Spring 2003, Volume 36, Number 1
Rtmark: Viral Activism and the Meaning of "Post-Identity"
Dennis W. Allen
Rtmark is only the tip of the iceberg of a loosely configured network of culture jammers and anti-corporate anarcho-activists, ranging from San Francisco's Billboard Liberation Front, which, as its name suggests, alters billboards to reflect anti-corporate messages, to Adbusters, the Vancouver-based quarterly edited by Kalle Lasn that encourages what Lasn calls "meme warfare," to Whirlmart, a group that takes over megastores, pushing empty shopping carts through the aisles in a "reclamation" of the space of capitalism.
Deleuze/Parnet in Dialogues: The Folds of Post-Identity
Charles J. Stivale
As a result of overlap and folding of thoughts and concepts shared by two interlocutors who are in fact a crowd, an in-between of thought comes to the fore through the folds of friendship, that is, through the resonances, differences, and repetitions available only within the intimacy of mediation.
What Remains: (De)composing and (Re)covering American Identity in As I Lay Dying and the Georgia Crematory Scandal
Jessica Baldanzi and Kyle Schlabach
While most American historiography works to compose coherent narratives out of what's been decomposed, just as the forensic experts in Georgis are composing the identities of the corpses and the stories of their pasts, many celebrated American literary classics work in the opposite direction, to decompose seemingly coherent national narratives.
Becoming Minoritarian: Post-Identity in Toni Morrison's Jazz
The dynamic of the city, its music, its dancing, the joy of spring and sunshine suggest an uncontainable energy that can be felt at street corners, in shops, in houses, on playgrounds, and in people's minds. This energy emerges from within social stratification and, not without acknowledging the pain and misery of social oppression, reveals that more is at work than subjectification.
Applause and Hiss: Implicating the Audience in Samuel Beckett's Rockaby and Catastrophe
Craig N. Owens
Samuel Beckett's plays Rockaby (1980) and Catastrophe (1982), performed as part of the President's Forum at the 2002 M/MLA convention in Minneapolis, dislodge the subject from its moorings in place and time by dislodging the actors from their moorings in the actor's method.
"I find / I found myself / and / nothing / more than that": Textuality, Visuality, and the Production of Subjectivity in Tom Phillips' A Humument
James L. Maynard
By illustrating each page of W. H. Mallock's 1892 novel, A Human Document, so that only select clusters and rivers of the original words are still visible, Phillips reorients the reader's attention to the page as a material frame for the construction of meaning and subjectivity.
Virgin Doves: Dryden's Poems to Women
Kevin J. Gardner
As the duchess creates harmony out of political discord, so also she creates poetic harmony out of the cankered discord of Dryden's harsh velar ("k") and alveolar ("d") stops.
Dead Authors, Born Readers, and Defunct Critics: Investigating Ambiguous Critical Identitites in A.S. Byatt's Possession
Ann Marie Adams
What critics have been less likely to recognize is how this seemingly liberatory work actively constrains the narrative pleasures it affords.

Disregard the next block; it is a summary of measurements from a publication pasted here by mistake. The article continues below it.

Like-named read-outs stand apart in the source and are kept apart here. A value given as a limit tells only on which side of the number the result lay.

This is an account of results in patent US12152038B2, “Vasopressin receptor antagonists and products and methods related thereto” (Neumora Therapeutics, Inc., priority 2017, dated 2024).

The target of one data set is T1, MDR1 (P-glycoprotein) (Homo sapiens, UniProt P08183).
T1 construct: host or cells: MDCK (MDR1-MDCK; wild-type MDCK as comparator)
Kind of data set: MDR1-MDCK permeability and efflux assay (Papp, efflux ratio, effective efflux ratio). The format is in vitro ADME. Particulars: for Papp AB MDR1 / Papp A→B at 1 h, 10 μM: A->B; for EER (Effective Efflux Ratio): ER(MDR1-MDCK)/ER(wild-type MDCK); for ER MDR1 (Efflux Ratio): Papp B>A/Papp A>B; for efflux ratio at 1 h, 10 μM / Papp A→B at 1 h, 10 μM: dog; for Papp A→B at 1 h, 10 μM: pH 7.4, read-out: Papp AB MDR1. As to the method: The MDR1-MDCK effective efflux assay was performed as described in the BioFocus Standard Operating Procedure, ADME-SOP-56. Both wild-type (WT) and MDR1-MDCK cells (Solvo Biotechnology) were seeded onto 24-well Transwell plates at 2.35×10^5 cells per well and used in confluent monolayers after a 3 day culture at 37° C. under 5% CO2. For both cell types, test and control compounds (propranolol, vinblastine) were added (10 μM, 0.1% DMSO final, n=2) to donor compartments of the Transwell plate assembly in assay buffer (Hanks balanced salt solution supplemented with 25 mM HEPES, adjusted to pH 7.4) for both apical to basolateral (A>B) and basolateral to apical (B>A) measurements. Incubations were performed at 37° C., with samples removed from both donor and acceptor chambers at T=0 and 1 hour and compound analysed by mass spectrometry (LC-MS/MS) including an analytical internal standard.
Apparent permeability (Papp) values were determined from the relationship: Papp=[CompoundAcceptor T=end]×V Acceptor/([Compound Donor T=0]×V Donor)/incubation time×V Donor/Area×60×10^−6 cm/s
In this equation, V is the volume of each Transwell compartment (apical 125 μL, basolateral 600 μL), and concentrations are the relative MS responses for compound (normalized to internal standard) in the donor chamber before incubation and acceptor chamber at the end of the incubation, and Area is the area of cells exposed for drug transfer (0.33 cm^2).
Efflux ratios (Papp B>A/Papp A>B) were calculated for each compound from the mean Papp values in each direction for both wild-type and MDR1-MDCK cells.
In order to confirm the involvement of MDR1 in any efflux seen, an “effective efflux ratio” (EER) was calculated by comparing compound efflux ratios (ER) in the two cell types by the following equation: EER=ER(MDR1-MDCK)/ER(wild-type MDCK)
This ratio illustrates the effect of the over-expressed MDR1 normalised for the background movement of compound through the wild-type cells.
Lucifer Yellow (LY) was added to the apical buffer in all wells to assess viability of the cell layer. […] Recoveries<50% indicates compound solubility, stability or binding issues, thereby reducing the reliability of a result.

The English Discipline in the 1990s and Beyond: Perspectives of a New Graduate Student
Those who decry the over-professionalization of graduate students may be correct in asserting that we are not knowledgeable enough or mature enough for publication, but they do us a disservice if they would deny us the opportunity to have knowledge of or involvement in the current state of the discipline.
The Soledades, Gongora's Masque of the Imagination. By Marsha S. Collins. (Alexander J. McNair)
Since their earliest manuscript dissemination in the court circles of Philip III (1612-1614), Luis de Gongora's Soledades have been the object of admiration and derision.
The Cambridge Companion to Emily Dickinson. Edited by Wendy Martin. (Karen Lee Osborne)
Scholars will find another bit of encouragement to reconsider Dickinson's work as imbricated in materiality, as a cultural production rather than exclusively the product of an isolated poetic genius.
Constructing Mark Twain: New Directions in Scholarship. Edited by Laura E. Skandera Trombley and Michael J. Kiskis.
A Historical Guide to Mark Twain. Edited by Shelley Fisher Fishkin. (Mary Uhl)
Do the essays in these collections offer the fresh perspectives and iconoclastic thought that Hamlin Hill once called for?
Flannery O'Connor: A Life. By Jean W. Cash. (Marshall Bruce Gentry)
Cash prefers relating Flannery's more charming departures from sainthood, such as the moments when she shocked Kate Flannery Semmes, showing up at Semmes' house to show off a childhood dancing outfit with her mouth filled with snuff, or failing to notify Semmes about the contents of her first novel. Semmes spent days in bed to recover from the shock of Wise Blood and then sent formal apologies to each of the clergymen she had given copies.
John Guare: A Research and Production Sourcebook. By Jane Kathleen Curry. (Gene A. Plunka)
Particularly impressive is Curry's research conducted at the Billy Rose Theatre Collection of the New York Public Library for the Performing Arts and at the Beinecke Rare Book and Manuscript Library at Yale University, where she was able to read Guare's unpublished plays: Did You Write My Name in the Snow?, The Golden Cherub, Manna from Heaven, A New Me, The Thirties Girl, The Toadstool Boy, and To Wally Pantoni We Leave a Credenza.
The Future of Foreign Language Education in the United States. Edited by Terry A. Osborn. (Julie A. Lirot)
With profound budget crises, universities are faced with cutbacks that continue to reflect the results of political, social, and cultural power struggles through the historic selection of which languages are to be offered and which will disappear from curricula, perhaps forever.